SEOUL, South Korea - Global stocks mostly advanced on Friday after the Federal Reserve's decision on slowing the pace of rate hikes underpinned sentiment, boosting prices for oil and other commodities. But shares in Tokyo fell as the yen's strength worried investors.
Britain's FTSE 100 rose 0.2 percent to 6,213.77 and Germany's DAX was up less than 0.1 percent at 9,894.80. France's CAC 40 added 0.2 percent to 4,450.83.
Wall Street was set to start moderately higher: Both Dow and S&P futures gained 0.3 percent.
Japan's Nikkei 225 fell 1.3 percent to 16,724.81 while South Korea's Kospi added 0.2 percent to 1,992.12. Hong Kong's Hang Seng index rose 0.8 percent to 20,671.63. The Shanghai Composite index in mainland China rose 1.7 percent to 2,955.15 while Australia's S&P/ASX 200 gained 0.3 percent to 5,183.10. Stocks in Taiwan, Singapore and Indonesia were higher.
"A lot of the worries on the worry list from early this year have faded," Shane Oliver, head of investment strategy at AMP Capital in Sydney, Australia, said in a daily commentary. Oliver cited the stabilization of the Chinese renminbi, the halt in the U.S. dollar's rise, eased fears about a U.S. recession and higher crude oil and commodity prices.
The stronger yen added to selling pressure in Tokyo, given concerns over the likely impact on profits of major exporters. Toyota Motor Corp.'s shares fell 2.3 percent, Nissan Motor Corp. was down 1.8 percent and robot maker Fanuc Corp. lost 1.2 percent.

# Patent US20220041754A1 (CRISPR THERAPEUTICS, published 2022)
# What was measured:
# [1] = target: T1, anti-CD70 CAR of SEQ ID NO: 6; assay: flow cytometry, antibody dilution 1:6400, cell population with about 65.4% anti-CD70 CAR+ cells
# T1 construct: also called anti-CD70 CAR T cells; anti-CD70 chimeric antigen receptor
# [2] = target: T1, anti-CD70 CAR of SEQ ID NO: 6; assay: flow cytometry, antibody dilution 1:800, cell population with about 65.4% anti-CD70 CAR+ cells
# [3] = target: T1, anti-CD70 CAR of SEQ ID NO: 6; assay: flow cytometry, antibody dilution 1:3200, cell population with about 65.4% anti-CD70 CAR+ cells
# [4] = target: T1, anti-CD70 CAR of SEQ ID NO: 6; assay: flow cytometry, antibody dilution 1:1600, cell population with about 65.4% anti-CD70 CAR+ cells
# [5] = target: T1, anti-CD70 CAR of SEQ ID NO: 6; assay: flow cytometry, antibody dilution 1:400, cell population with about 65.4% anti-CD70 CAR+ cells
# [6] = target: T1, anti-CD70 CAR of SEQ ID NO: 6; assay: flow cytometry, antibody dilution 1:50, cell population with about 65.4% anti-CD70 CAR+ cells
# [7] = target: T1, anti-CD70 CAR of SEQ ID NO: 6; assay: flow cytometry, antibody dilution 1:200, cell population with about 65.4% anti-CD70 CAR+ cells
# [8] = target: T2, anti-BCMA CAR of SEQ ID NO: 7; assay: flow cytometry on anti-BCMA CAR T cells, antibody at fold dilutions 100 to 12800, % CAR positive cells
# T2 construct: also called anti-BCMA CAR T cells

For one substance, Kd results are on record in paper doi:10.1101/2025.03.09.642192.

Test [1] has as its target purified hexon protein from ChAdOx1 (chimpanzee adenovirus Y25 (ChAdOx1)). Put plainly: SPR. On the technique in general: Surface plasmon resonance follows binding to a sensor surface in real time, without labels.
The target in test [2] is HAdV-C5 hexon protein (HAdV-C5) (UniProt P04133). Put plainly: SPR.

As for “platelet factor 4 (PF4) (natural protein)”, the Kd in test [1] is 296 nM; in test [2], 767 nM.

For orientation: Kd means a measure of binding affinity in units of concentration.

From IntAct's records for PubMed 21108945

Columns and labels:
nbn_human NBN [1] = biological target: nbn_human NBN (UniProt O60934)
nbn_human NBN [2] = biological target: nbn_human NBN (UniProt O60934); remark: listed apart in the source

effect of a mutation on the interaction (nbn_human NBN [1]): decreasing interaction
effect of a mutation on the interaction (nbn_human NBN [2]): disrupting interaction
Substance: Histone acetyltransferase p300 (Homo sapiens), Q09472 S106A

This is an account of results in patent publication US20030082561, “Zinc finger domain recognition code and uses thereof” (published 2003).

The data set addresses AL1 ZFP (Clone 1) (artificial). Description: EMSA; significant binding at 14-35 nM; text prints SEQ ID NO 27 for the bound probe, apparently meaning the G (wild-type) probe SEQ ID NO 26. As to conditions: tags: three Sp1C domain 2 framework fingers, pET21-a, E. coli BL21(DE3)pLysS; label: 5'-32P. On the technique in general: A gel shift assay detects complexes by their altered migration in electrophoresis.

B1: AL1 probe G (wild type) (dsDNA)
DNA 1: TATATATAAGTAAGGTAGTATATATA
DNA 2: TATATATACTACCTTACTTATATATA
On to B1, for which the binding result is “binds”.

The Federal Reserve's decision on Wednesday for a more gradual pace of rate increases weakened the U.S. dollar, which in turned pushed up demand for commodity products that are traded in dollar terms. "The fact that we have seen one of the biggest two-day sell-offs in the U.S. dollar in the last seven years is the focal point for markets," said Chris Weston, chief market strategist at IG in Melbourne, Australia, said.
Benchmark U.S. crude shed 21 cents to $39.99 per barrel in electronic trading on the New York Mercantile Exchange. The contract rose $1.74, or 4.5 percent to finish at $40.20 per barrel on Thursday, closing above $40 a barrel for the first time since early December. Brent crude, the benchmark for international oils, fell 17 cents to $41.36 per barrel in London. Oil prices crossed a threshold of $40 per barrel earlier in the day, higher than they were at the end of 2015, but still far lower they have been for most of the last decade.
The dollar extended losses that began with the Federal Reserve's decision to slow the pace of its rate increases while the yen gathered strength as investors sought safe haven assets. The dollar rose to 111.32 yen from 111.30 yen. The euro fell slightly, to $1.1276 from $1.1319.